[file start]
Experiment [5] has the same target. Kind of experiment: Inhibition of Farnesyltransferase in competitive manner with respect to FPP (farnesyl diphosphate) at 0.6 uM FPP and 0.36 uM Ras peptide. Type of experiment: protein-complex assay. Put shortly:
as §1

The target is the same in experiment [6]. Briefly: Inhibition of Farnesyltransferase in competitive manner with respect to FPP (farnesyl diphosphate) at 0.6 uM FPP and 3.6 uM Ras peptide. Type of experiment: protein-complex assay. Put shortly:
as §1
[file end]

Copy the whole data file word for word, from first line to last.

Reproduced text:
Experiment [5] has the same target. Kind of experiment: Inhibition of Farnesyltransferase in competitive manner with respect to FPP (farnesyl diphosphate) at 0.6 uM FPP and 0.36 uM Ras peptide. Type of experiment: protein-complex assay. Put shortly:
as §1

The target is the same in experiment [6]. Briefly: Inhibition of Farnesyltransferase in competitive manner with respect to FPP (farnesyl diphosphate) at 0.6 uM FPP and 3.6 uM Ras peptide. Type of experiment: protein-complex assay. Put shortly:
as §1